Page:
Grosses Walsertal, a dramatic, V-shaped valley cloaked in forests of ash, beech, fir and lush Alpine meadows of herbs and wild flowers, offers one of the clearest examples of the traditional respect there is for nature throughout rural Austria. Indeed, it was on account of the role its inhabitants play in maintaining its stunning mountainous landscape that the region was designated as a UNESCO Biosphere Reserve in 2000.
UNESCO recognised that the key to this finely balanced relationship has always been dairy farming, which the Walser inhabitants have practised ever since emigrating from Switzerland in the 13th century. “Living here as a farmer is living in a circle, working in a circle,” says Kurt Stark, who manages a traditional dairy in the village of Sontagg and comes from a long line of dairy farmers. “And as long as we keep rearing our cattle and making cheese, we will always have our beautiful meadows.”
Whereas in many parts of the world protecting nature is about fencing people out, in Grosses Walsertal the farmers effectively act as landscape gardeners, he explains. “In the summer months, we work hard to manage the high alpine meadows so that our cattle have the best environment in which to graze.” This work involves removing seedlings to make sure the forest doesn’t encroach and clearing away rocks and boulders that come down during the winter. It certainly seems to pay off. In some of the high pastures, scientists have identified more than 80 different species of wild flower, herbs and grasses in every square metre.
This diversity in turn supports the local culture. “There is marvelous depth of flavour and a richness in the milk produced by cows grazing up in the high meadows in the summer,” says Elizabeth Burtscher, who has lived in the region for more than 50 years. “And you can taste this in the special character of the butter, yoghurt and cheese that we produce here in the valley. It’s like the difference between making a soup with a potato and some salt, and making it with 20 different types of herbs and vegetables.”
Burtscher is one of a growing number of women in the valley who, with the support of UNESCO, have been reviving another traditional practice: herbalism. Burtscher runs Berg Tee, which sells wonderful herbal tea blends, and offers tours to visitors interested in collecting herbs and wild flowers for their own blends. And the Alchemilla Project is a cooperative of herbalists who make a variety of cosmetic and therapeutic products, including balms, oils and tinctures, as well as foods and drinks. “The biosphere reserve has helped us retain our natural and cultural heritage here in the valley by supporting the small dairies. So the farmers can continue to graze their cattle and manage the landscape, which in turn means we still have these wonderful meadows full of our beautiful wild flowers and herbs.”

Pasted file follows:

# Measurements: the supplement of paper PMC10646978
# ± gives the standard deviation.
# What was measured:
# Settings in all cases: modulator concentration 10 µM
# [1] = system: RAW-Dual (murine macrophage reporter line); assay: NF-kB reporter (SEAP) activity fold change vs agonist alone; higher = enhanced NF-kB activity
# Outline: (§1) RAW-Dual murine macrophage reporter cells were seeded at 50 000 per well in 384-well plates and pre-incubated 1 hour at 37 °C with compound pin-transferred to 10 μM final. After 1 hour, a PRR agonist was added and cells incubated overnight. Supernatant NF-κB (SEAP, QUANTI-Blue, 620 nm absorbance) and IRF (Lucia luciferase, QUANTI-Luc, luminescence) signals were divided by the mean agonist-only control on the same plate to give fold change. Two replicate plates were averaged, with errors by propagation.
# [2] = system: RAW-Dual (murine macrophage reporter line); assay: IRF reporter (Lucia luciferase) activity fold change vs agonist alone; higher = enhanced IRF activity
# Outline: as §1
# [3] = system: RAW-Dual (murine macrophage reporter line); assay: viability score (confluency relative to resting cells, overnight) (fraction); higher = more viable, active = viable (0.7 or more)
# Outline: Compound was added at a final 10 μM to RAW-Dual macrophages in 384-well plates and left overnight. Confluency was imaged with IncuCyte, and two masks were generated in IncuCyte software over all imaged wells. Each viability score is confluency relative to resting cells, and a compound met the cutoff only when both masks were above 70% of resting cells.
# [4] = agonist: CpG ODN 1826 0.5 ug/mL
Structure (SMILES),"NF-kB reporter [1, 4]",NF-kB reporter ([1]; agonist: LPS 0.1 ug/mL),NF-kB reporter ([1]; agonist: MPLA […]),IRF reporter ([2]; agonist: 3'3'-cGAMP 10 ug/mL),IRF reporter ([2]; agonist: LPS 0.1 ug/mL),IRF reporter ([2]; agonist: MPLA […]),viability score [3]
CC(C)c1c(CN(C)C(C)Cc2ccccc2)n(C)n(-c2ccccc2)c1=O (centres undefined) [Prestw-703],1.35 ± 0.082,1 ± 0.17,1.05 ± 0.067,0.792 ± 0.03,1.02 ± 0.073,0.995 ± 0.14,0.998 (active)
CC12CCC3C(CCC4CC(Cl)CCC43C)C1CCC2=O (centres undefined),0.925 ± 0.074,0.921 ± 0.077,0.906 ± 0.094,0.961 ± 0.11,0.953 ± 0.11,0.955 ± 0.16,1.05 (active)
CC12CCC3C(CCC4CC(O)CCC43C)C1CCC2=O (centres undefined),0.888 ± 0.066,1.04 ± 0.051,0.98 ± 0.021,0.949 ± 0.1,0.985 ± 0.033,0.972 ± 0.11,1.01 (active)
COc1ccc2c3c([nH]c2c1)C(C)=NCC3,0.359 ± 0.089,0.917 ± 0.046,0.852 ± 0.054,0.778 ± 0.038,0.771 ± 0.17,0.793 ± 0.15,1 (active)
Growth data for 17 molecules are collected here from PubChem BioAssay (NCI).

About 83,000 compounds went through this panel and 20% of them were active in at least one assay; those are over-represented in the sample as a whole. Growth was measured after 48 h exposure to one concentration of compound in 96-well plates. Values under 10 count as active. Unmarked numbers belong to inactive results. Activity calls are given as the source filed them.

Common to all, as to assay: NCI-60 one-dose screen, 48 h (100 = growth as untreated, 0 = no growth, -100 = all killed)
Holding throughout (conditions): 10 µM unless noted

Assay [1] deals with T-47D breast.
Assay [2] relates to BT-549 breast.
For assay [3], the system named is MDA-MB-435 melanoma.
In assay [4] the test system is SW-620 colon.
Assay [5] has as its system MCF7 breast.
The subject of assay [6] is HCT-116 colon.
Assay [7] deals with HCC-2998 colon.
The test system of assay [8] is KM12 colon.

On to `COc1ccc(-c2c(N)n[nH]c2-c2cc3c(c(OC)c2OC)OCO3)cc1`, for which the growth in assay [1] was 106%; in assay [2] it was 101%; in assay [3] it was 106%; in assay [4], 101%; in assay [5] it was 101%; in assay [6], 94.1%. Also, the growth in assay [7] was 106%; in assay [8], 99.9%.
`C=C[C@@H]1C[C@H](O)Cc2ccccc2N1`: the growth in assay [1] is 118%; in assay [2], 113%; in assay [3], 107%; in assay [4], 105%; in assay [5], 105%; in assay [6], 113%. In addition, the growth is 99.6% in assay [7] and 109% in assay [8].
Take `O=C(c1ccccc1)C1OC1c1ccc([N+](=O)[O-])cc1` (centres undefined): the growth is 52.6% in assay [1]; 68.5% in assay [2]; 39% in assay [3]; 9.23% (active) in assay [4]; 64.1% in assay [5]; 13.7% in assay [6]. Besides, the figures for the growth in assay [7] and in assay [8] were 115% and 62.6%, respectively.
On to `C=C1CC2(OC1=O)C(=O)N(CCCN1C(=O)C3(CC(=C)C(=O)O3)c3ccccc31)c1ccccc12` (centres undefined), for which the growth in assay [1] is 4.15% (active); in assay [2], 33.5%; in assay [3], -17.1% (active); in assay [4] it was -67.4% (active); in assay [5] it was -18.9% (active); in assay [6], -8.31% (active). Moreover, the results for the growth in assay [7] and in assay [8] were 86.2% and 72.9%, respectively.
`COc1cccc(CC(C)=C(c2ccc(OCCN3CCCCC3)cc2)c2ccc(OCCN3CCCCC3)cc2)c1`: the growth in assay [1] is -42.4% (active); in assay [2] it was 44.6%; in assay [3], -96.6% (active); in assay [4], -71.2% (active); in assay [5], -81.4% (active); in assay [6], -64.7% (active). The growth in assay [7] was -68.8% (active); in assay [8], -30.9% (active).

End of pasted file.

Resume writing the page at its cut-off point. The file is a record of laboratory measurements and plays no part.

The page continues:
The Grosses Walsertal inhabitants are especially proud of their convent, St. Gerold, which has a guesthouse offering accommodation for 60 people. The convent also caters to those in need with the "Oasis 2000" project by financing their holidays. St. Gerold aspires to be a place to meet and communicate and therefore has no television. Horses play an important role in horse therapy methods as well as conventional horseback riding. Workshops and seminars are organised around several themes such as dance, Zen Buddhism, the Feldenkrais method and fasting. When staying at St. Gerold, the neighbouring village of Marul is also worth a visit, where all farmers have converted to organic farming.
EDEN stands for the European Destinations of Excellence, a project promoting sustainable tourism development across the European Union. The project is based on national competitions which take place each year and result in the selection of a tourist “destination of excellence” for each participating country. The Grosses Walsertal Biosphere Park won this highly accomplished award for 2009.
Through the selection of destinations, EDEN effectively achieves the objective of drawing attention to the values, diversity and common features of European tourist destinations. It enhances the visibility of emerging European destinations, creates a platform for sharing good practices across Europe, and promotes networking between awarded destinations. The key feature of the selected destinations is their commitment to social, cultural and environmental sustainability. The recipients of the award are emerging, little known European destinations located in the 27 Member States and candidate countries. The EDEN project helps to spread the sustainable practices used in the chosen destinations across the Union and to turn these places into year-round venues.
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